Reading

Welcome to our class reading page! Here at the Arches, we aim to ensure that all children become confident and fluent in reading both at home and in school. Our aim is for all pupils to develop a love and enjoyment of reading for pleasure. We hope to achieve this through providing high quality, engaging texts, creating welcoming reading areas and modelling reading for pleasure. Reading is a high priority across the school here at The Arches and children have numerous oppurtunities to read for diffrent purposes within English and across other areas of the curriculum. 

Remember, as the infamous Roald Dahl once said.. "Books shouldnt be daunting, they should be funny, exciting and wonderful; and learning to be a reader gives terrific advantage!" 

 

Moving into Key Stage 2

In year 3, children learn and practise comprehension skills during daily guided reading sessions as well as other daily oppurtunities for reading for pleasure; either through whole class story time or quiet reading. All children are additionally supported through 1:1 reading sessions with the teaching staff of Violet on a weekly basis. To learn a little bit more about the year 3 reading curriculum, take a look at the national curriculum programme of study for year 3 for more information. 

 

Parents

Please don't forget to read with your child EVERY night and sign their book including the book title alongside the date and your signature. If children do not read at home they will be given extra support during break time that day. Children are also encouraged to access Bug Club from home; books have been allocated specifically to current reading and guided reading levels.

 

For all readers, parents are able to offer invaluable support by taking the time to talk to your children about the books and regularly listening to them reading aloud. As well as fictional books, a variety of texts is crucial when aiming to better our comprehension skills and knowledge of literacy. This can include magazines, newspapers and non-fiction texts - whatever it is, all texts should be encouraged! By questioning your children about the texts they are enjoying, a deeper understanding can be developed. A range of questions that may help include; 

 

  • What is the genre of the book? Fiction or non-fiction?
  • How do you know?
  • What has happened in the book so far?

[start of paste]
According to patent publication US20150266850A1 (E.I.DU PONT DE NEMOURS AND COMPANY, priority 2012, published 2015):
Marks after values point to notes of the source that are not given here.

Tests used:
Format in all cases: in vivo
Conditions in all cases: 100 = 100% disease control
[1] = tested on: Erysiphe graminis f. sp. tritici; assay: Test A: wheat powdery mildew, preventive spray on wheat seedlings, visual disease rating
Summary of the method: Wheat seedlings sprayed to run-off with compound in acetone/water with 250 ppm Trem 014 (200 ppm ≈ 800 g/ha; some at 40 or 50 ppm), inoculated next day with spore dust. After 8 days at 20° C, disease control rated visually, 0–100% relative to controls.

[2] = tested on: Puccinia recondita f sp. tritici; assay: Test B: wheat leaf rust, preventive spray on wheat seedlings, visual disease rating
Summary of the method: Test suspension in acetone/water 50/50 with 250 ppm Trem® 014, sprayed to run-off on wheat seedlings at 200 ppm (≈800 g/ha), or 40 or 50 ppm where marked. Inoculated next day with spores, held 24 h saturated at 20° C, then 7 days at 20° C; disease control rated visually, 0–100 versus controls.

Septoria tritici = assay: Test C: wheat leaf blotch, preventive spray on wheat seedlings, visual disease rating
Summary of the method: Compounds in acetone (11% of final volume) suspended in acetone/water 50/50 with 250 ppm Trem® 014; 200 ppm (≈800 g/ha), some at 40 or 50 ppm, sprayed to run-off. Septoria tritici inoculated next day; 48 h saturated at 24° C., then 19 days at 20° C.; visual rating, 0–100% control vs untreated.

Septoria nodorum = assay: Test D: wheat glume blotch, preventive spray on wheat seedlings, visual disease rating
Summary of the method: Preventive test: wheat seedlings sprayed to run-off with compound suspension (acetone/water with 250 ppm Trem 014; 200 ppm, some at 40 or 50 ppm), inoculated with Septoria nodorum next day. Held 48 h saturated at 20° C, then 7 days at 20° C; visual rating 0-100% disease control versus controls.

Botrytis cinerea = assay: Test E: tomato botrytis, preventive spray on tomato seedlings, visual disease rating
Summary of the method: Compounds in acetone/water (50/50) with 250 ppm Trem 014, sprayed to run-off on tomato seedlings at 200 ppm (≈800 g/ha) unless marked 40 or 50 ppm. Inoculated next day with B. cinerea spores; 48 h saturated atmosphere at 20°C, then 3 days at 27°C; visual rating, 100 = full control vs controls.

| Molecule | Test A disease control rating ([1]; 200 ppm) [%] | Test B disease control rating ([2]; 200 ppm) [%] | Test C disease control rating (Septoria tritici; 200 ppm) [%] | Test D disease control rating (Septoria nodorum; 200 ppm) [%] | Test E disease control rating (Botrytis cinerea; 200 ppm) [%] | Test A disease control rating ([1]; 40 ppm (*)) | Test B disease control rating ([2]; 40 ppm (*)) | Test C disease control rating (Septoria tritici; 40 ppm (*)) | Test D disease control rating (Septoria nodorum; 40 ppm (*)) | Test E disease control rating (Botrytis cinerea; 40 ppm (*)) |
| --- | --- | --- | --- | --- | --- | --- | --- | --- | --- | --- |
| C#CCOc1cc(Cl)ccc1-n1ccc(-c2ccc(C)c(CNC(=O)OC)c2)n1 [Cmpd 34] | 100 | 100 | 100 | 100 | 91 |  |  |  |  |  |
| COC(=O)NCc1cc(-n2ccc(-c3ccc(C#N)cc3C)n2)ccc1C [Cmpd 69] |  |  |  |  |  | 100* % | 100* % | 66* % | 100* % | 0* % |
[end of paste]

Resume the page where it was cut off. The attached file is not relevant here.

• What do you think will happen next?
  • Who is your favourite/least favourite character? Why?
  • Have your opinions changed? Why?
  • Is there a moral to the story?
  • Were there predictions correct?
  • Would you recommend this book to anyone and why? 

 

Such questions will better a child's comprehension skills and their general skills when approaching decoding. If the book is non-fiction, ask your child about its content - can they do some further research and talk to you more about the topic? If there are tricky words your child is struggling to understand, ask them to research the meaning of this word or research the meaning together and then discuss the meaning with them to allow them to successfully use this word again in their own writing pieces. Developing a broader vocabulary will considerably help children to better their personal pieces of writing. 

 

School reading

Guided reading is 'small-group reading instruction designed to provide differentiated teaching that supports pupils in developing reading proficiency'. The small group model allows children to be taught in a way that is intended to be more focused on their specific needs, accelerating their progres. 

Guided reading sessions are carried out every day and targeted guided reading is used to support each child. Some children may have a guided read every day with Miss Hancock or Mrs Liversage and all children will receive at least one guided reading session a week. In this sessions, books read are a colour higher than a child's home reading book and questions are then dsicussed based on what we have read, what information we can extract from the text and what predictions ca we make for the rest of the story!

 

Reading in English

As part of our Talk for Writing text, Violet are reading Silly Billy by Anthony Browne.

 

Image result for silly billy anthony browne